Epidemiology and Management of Kawasaki Disease
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- Luca, N.J.C. & Yeung, R.S.M. Drugs (2012) 72: 1029. doi:10.2165/11631440-000000000-00000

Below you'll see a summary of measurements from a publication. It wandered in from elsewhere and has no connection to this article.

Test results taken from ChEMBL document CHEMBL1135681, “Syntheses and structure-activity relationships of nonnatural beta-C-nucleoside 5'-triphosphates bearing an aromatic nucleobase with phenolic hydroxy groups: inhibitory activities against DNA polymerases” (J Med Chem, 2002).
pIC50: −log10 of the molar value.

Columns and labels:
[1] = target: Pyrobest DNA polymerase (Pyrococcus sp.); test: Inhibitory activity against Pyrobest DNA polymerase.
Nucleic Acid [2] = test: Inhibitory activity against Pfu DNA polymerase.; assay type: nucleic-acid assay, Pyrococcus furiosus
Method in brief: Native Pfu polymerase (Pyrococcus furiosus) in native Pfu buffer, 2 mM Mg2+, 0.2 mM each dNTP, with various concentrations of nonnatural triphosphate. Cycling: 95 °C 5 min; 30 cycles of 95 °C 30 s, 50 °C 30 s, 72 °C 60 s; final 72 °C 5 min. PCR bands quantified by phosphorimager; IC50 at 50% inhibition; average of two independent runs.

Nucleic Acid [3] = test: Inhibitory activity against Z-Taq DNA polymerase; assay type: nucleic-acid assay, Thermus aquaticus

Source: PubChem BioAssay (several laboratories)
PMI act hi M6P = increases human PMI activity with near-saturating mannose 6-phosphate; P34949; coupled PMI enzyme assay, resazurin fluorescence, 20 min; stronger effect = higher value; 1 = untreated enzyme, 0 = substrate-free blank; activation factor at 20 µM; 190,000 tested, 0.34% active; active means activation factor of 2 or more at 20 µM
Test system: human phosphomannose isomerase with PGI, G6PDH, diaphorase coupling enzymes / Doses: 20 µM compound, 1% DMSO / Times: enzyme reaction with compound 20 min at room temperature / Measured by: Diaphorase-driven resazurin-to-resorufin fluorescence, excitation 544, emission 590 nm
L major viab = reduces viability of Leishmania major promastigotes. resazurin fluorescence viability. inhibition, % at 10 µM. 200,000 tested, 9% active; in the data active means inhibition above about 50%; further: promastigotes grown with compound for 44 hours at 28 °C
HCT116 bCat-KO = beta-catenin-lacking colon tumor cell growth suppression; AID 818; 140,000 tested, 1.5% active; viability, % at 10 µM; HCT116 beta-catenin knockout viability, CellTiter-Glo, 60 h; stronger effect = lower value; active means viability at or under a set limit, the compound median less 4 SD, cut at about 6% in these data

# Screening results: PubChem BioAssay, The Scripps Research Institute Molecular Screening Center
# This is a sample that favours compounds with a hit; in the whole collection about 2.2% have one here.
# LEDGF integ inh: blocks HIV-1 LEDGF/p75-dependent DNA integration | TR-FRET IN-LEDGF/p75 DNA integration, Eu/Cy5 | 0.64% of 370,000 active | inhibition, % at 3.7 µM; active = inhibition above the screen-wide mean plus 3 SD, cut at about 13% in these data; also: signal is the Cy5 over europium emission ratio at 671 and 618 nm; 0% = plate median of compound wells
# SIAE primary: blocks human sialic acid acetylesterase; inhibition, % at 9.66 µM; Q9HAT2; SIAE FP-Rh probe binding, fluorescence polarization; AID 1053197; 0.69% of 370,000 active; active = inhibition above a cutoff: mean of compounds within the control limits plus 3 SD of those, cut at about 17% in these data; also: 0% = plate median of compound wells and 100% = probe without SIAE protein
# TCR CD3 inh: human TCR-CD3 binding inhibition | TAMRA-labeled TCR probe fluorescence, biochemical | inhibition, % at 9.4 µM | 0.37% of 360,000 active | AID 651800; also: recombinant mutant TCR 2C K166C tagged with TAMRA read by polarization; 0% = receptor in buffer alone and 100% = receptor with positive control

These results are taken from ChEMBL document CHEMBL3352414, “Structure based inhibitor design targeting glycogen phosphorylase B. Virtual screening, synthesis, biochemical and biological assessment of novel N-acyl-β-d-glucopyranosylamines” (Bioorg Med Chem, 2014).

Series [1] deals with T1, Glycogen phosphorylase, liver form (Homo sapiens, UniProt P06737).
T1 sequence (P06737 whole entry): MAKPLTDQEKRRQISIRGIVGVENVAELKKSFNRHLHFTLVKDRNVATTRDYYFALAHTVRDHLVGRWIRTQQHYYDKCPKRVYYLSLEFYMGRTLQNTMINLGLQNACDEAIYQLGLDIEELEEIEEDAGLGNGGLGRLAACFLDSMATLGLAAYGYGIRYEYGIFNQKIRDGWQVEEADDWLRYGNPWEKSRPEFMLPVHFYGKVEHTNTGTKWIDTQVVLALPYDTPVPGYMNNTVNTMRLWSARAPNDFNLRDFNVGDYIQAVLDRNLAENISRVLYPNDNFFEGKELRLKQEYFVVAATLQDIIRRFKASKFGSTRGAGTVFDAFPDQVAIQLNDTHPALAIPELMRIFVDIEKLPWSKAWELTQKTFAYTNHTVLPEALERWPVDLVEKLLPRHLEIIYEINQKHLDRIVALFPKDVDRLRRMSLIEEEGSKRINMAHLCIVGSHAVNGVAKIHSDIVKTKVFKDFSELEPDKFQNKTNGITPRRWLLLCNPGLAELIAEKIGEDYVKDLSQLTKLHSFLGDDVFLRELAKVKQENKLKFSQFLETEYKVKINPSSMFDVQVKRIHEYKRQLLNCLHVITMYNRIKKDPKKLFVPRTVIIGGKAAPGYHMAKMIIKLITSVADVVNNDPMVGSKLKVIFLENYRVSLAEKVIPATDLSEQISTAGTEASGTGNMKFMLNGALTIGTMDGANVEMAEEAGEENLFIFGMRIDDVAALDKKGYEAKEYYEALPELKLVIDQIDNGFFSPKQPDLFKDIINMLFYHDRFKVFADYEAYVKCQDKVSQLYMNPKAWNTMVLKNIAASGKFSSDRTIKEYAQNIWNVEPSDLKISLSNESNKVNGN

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Kawasaki disease (KD) is an acute systemic vasculitis affecting young children and is rising in incidence worldwide. It is most common in children <5 years of age, males and those of Asian ethnicity. It is an important cause of acquired heart disease in children. Standard treatment with high-dose aspirin (acetylsalicylic acid; ASA) and intravenous immune globulin (IVIG) has been shown to decrease the rate of coronary artery aneurysm development. Anti-coagulation has an important place in the management of KD, although guidance based on evidence is lacking. Treatment of refractory KD is an area under intense study and may include IVIG, corticosteroids and/or tumour necrosis factor (TNF)-α inhibitors among immunosuppressive agents. Acute complications of KD include myocarditis/KD shock syndrome and macrophage activation syndrome, which necessitate appropriate awareness in order to initiate proper management.